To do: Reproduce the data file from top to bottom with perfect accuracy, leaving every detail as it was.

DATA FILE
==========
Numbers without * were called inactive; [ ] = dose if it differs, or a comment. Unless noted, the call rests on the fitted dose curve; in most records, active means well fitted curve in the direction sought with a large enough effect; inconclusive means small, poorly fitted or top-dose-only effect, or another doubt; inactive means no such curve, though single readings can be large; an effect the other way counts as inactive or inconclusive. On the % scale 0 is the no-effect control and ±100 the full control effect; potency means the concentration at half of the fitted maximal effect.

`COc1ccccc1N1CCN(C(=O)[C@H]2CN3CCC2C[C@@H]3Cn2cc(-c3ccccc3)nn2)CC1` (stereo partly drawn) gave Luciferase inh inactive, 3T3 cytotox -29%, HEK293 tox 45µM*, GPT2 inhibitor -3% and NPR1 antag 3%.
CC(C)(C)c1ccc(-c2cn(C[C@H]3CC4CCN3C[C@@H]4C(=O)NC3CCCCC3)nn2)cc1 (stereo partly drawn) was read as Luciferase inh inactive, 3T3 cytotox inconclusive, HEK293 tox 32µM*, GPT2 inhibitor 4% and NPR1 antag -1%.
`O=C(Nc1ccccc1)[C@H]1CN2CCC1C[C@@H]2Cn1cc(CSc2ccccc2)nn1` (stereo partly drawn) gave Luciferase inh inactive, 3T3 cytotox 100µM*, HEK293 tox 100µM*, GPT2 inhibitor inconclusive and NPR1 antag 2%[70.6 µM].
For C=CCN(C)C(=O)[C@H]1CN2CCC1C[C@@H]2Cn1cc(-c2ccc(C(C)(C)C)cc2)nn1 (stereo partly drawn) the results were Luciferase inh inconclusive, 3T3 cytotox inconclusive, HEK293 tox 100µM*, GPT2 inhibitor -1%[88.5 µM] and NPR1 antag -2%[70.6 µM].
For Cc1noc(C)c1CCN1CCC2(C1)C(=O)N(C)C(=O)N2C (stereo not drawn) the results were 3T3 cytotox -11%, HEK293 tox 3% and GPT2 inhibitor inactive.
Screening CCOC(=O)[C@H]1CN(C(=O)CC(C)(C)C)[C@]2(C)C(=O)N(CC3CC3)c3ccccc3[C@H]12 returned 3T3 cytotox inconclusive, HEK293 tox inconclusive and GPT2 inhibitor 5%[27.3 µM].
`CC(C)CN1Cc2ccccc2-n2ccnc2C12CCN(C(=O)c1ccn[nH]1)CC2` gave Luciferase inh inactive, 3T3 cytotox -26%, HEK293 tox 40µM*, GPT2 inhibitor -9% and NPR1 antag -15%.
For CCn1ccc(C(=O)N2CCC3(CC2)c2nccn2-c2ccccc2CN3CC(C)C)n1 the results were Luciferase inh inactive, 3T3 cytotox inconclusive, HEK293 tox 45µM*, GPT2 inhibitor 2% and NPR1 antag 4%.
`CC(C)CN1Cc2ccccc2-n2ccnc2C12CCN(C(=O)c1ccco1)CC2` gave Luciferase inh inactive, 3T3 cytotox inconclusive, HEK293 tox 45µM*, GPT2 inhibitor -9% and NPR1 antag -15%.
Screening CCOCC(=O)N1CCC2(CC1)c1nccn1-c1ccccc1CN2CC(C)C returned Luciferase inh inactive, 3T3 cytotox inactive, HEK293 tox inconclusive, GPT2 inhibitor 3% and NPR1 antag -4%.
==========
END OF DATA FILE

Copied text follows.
Numbers without * were called inactive; [ ] = dose if it differs, or a comment. Unless noted, the call rests on the fitted dose curve; in most records, active means well fitted curve in the direction sought with a large enough effect; inconclusive means small, poorly fitted or top-dose-only effect, or another doubt; inactive means no such curve, though single readings can be large; an effect the other way counts as inactive or inconclusive. On the % scale 0 is the no-effect control and ±100 the full control effect; potency means the concentration at half of the fitted maximal effect.

`COc1ccccc1N1CCN(C(=O)[C@H]2CN3CCC2C[C@@H]3Cn2cc(-c3ccccc3)nn2)CC1` (stereo partly drawn) gave Luciferase inh inactive, 3T3 cytotox -29%, HEK293 tox 45µM*, GPT2 inhibitor -3% and NPR1 antag 3%.
CC(C)(C)c1ccc(-c2cn(C[C@H]3CC4CCN3C[C@@H]4C(=O)NC3CCCCC3)nn2)cc1 (stereo partly drawn) was read as Luciferase inh inactive, 3T3 cytotox inconclusive, HEK293 tox 32µM*, GPT2 inhibitor 4% and NPR1 antag -1%.
`O=C(Nc1ccccc1)[C@H]1CN2CCC1C[C@@H]2Cn1cc(CSc2ccccc2)nn1` (stereo partly drawn) gave Luciferase inh inactive, 3T3 cytotox 100µM*, HEK293 tox 100µM*, GPT2 inhibitor inconclusive and NPR1 antag 2%[70.6 µM].
For C=CCN(C)C(=O)[C@H]1CN2CCC1C[C@@H]2Cn1cc(-c2ccc(C(C)(C)C)cc2)nn1 (stereo partly drawn) the results were Luciferase inh inconclusive, 3T3 cytotox inconclusive, HEK293 tox 100µM*, GPT2 inhibitor -1%[88.5 µM] and NPR1 antag -2%[70.6 µM].
For Cc1noc(C)c1CCN1CCC2(C1)C(=O)N(C)C(=O)N2C (stereo not drawn) the results were 3T3 cytotox -11%, HEK293 tox 3% and GPT2 inhibitor inactive.
Screening CCOC(=O)[C@H]1CN(C(=O)CC(C)(C)C)[C@]2(C)C(=O)N(CC3CC3)c3ccccc3[C@H]12 returned 3T3 cytotox inconclusive, HEK293 tox inconclusive and GPT2 inhibitor 5%[27.3 µM].
`CC(C)CN1Cc2ccccc2-n2ccnc2C12CCN(C(=O)c1ccn[nH]1)CC2` gave Luciferase inh inactive, 3T3 cytotox -26%, HEK293 tox 40µM*, GPT2 inhibitor -9% and NPR1 antag -15%.
For CCn1ccc(C(=O)N2CCC3(CC2)c2nccn2-c2ccccc2CN3CC(C)C)n1 the results were Luciferase inh inactive, 3T3 cytotox inconclusive, HEK293 tox 45µM*, GPT2 inhibitor 2% and NPR1 antag 4%.
`CC(C)CN1Cc2ccccc2-n2ccnc2C12CCN(C(=O)c1ccco1)CC2` gave Luciferase inh inactive, 3T3 cytotox inconclusive, HEK293 tox 45µM*, GPT2 inhibitor -9% and NPR1 antag -15%.
Screening CCOCC(=O)N1CCC2(CC1)c1nccn1-c1ccccc1CN2CC(C)C returned Luciferase inh inactive, 3T3 cytotox inactive, HEK293 tox inconclusive, GPT2 inhibitor 3% and NPR1 antag -4%.